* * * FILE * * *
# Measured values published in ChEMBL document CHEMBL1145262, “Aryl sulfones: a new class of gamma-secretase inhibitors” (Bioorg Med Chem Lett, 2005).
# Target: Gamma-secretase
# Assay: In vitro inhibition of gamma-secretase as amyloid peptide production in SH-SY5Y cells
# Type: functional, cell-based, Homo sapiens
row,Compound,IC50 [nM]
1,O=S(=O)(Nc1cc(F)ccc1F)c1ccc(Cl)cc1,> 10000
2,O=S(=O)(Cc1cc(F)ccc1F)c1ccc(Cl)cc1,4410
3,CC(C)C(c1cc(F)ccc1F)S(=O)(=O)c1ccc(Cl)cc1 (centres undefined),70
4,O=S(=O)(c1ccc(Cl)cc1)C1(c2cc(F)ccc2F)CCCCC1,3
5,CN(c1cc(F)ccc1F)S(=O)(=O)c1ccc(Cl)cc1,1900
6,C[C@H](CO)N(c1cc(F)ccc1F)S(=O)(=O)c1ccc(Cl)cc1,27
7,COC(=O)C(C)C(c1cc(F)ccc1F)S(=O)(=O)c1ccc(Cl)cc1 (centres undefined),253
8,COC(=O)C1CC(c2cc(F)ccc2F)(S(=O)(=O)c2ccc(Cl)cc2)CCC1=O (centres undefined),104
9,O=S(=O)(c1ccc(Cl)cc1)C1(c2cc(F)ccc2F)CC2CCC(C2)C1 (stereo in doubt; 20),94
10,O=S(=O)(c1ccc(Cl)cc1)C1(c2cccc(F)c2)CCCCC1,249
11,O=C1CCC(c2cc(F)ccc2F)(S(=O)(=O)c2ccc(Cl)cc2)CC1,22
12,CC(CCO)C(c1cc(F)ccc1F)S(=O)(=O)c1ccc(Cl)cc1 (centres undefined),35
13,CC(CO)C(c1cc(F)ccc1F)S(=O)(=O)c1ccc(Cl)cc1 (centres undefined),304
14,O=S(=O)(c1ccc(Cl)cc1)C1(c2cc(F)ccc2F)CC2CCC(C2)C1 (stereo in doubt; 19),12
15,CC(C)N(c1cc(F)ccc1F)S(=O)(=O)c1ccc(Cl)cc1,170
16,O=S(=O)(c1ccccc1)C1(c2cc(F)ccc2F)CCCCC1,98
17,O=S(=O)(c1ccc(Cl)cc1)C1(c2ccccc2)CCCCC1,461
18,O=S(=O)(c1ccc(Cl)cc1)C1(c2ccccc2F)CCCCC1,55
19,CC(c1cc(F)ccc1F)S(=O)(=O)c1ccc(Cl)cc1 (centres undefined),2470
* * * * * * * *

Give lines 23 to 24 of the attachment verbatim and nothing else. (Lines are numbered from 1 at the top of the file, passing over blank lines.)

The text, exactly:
18,O=S(=O)(c1ccc(Cl)cc1)C1(c2ccccc2F)CCCCC1,55
19,CC(c1cc(F)ccc1F)S(=O)(=O)c1ccc(Cl)cc1 (centres undefined),2470